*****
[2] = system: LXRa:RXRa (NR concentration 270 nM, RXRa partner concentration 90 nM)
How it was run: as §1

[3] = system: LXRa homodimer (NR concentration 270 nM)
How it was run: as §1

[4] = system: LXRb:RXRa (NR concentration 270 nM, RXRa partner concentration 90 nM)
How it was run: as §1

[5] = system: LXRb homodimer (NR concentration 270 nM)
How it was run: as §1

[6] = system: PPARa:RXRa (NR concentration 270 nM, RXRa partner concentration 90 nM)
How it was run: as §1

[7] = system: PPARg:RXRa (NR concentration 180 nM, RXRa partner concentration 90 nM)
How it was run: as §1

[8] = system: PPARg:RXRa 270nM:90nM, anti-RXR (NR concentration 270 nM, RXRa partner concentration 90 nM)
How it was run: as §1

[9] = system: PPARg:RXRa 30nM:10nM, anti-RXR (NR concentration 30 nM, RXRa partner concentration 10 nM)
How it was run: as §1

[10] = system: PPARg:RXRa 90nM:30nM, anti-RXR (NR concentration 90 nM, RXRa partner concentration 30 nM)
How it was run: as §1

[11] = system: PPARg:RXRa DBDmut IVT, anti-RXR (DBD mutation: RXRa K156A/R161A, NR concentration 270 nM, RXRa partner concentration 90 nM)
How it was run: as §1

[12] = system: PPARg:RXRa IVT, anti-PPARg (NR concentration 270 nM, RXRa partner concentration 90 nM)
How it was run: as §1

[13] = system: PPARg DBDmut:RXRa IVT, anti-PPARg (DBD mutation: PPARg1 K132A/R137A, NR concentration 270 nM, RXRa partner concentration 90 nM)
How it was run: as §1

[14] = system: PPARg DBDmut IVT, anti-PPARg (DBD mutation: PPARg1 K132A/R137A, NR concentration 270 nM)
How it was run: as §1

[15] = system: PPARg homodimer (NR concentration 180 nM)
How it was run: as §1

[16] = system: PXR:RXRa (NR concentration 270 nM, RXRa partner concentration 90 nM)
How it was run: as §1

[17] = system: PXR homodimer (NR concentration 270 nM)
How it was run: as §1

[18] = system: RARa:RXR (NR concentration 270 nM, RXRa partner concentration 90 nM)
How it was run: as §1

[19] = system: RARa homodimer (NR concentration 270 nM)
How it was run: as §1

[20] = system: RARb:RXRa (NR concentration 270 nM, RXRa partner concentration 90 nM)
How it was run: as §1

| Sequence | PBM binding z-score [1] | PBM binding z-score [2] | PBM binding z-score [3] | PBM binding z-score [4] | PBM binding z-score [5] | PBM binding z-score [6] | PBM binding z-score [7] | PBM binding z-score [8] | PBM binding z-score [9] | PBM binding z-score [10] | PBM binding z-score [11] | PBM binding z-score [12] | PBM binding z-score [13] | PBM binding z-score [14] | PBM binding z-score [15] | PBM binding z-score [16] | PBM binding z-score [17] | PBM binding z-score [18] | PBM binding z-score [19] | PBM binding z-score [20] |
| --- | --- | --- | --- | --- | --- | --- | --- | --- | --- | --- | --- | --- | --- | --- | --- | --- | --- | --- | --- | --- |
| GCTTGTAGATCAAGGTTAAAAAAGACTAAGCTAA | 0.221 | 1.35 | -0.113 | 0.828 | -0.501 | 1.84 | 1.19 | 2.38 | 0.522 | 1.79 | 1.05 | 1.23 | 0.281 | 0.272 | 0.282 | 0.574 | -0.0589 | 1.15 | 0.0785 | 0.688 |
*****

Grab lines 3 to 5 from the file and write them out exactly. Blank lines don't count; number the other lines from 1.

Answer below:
[3] = system: LXRa homodimer (NR concentration 270 nM)
How it was run: as §1

[4] = system: LXRb:RXRa (NR concentration 270 nM, RXRa partner concentration 90 nM)